Immigration reform has been a long and difficult debate in Congress over the last two decades. Democrat and Republican lawmakers have struggled to come to an agreement and pass any legislation that would enact meaningful change. As the new administration works to both undo policies put in place by the Trump Administration and make progress on immigration reform, it's difficult to predict what changes will come during Biden's presidency. Without support from Republicans, it will be difficult for Democrats in Congress to pass comprehensive reform legislation, and lawmakers may instead work on passing legislation piece by piece to make changes one bill at a time.

  • You'll qualify for lawful permanent residence and a pathway to citizenship under the Dream Act
  • Entered the U.S. before the age of 18 and are undocumented
  • Have been continuously present in the country for at least four years before the date the legislation is enacted
  • Have no serious crimes on their record
  • Are pursuing OR have earned a high school diploma or equivalent
  • Are pursuing higher education, have worked legally for at least three years, have served in the military for at least two years
Recognizing America's Children Act

Recognizing America's Children Act, sponsored by Rep. Carlos Curbelo, R-Fla.

The American Hope Act

The American Hope Act, sponsored by Rep. Luis Gutierrez, D-Ill.


What is DACA?

DACA, or the Deferred Action for Childhood Arrivals, is a program that was introduced by President Barack Obama in 2012. Under DACA, undocumented people who entered the United States as children are able to obtain work permits, social security numbers, driver's licenses, and other benefits and are protected from deportation. DACA recipients renew their status every two years.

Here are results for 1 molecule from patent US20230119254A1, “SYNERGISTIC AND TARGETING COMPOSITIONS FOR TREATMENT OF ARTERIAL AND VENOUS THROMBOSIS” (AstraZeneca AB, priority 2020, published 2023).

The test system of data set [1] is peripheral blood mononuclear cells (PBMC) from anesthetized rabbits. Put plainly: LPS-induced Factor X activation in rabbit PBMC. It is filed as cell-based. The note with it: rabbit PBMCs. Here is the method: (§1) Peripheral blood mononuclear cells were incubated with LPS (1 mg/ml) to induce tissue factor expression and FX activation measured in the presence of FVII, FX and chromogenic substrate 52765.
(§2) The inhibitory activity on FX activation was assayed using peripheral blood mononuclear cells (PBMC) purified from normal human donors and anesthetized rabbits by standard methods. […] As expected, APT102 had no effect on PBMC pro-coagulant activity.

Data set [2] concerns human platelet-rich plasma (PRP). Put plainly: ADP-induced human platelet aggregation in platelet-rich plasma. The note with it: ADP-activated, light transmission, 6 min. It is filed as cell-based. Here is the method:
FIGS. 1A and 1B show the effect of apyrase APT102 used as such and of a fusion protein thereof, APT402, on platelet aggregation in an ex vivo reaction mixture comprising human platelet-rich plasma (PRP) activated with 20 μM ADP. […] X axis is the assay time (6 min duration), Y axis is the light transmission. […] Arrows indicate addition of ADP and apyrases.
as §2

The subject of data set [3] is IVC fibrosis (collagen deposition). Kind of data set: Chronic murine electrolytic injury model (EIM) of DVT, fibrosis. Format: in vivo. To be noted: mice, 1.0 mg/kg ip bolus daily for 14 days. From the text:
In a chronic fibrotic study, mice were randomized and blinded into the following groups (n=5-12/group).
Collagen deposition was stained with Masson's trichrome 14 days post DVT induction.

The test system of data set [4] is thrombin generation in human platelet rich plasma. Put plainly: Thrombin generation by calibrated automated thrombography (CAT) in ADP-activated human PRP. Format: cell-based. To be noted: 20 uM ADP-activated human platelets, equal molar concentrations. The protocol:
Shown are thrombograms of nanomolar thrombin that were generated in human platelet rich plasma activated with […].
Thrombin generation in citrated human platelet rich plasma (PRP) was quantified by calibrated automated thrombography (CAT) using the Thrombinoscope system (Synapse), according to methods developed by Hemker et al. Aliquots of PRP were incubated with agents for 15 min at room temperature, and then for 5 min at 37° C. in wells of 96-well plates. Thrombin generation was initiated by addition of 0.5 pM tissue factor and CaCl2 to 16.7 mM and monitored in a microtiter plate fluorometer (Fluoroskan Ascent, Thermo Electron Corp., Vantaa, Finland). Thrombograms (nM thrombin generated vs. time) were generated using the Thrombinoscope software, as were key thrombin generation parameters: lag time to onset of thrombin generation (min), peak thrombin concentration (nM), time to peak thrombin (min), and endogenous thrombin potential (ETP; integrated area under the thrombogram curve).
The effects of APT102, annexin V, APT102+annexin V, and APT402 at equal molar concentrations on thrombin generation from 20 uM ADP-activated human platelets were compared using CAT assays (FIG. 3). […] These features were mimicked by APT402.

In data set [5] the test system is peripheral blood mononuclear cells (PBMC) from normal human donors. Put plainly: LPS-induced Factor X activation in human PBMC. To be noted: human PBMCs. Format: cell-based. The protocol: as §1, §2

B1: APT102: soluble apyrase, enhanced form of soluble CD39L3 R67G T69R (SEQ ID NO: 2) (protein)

• DACA recipients, also known as Dreamers, are people who came to the United States as children who do not have legal authorization to live or work in the country. Most DACA recipients grew up in the United States, and many times don't find out that they are undocumented until they apply for college or want to get a driver's license. Currently, DACA recipients are not able to become U.S. citizens.
  • U.S. Citizenship and Immigration Services statement on DACA: "On June 15, 2012, the Secretary of Homeland Security announced that certain people who came to the United States as children and meet several key guidelines may request consideration of deferred action for a period of two years, subject to renewal, and would then be eligible for work authorization. Individuals who can demonstrate through verifiable documentation that they meet these guidelines will be considered for deferred action. Determinations will be made on a case-by-case basis under the DACA guidelines." Immigration Equality FAQ about DACA?
  • The Dream Act of 2021 is a bipartisan bill introduced to the Senate in February 2021. It would provide a pathway to citizenship for many undocumented people who qualify for the DACA program.
  • You'll qualify for lawful permanent residence and a pathway to citizenship under the Dream Act of 2021 if you:
    • Entered the U.S. before the age of 18 and are undocumented
    • Have been continuously present in the country for at least four years before the date the legislation is enacted
    • Have no serious crimes on their record
    • Are pursuing OR have earned a high school diploma or equivalent
    • Are pursuing higher education, have worked legally for at least three years, have served in the military for at least two years

The House of Representatives passed a similar piece of legislation, the American Dream and Promise Act in March 2021. This bill would also extend a pathway to citizenship for legal residents who have Temporary Protected Status (TPS).

Deferred Action for Childhood Arrivals (DACA) is a discretionary determination to defer removal of an individual as an act of prosecutorial discretion. The Obama administration describes it as a smart enforcement policy that will help unclog deportation courts and allow better targeting of high priority criminal immigrants.

DACA Does:

  • Defer deportation for 2 years
  • (renewable, but subject to termination at any time)
  • Stop "unlawful presence" clock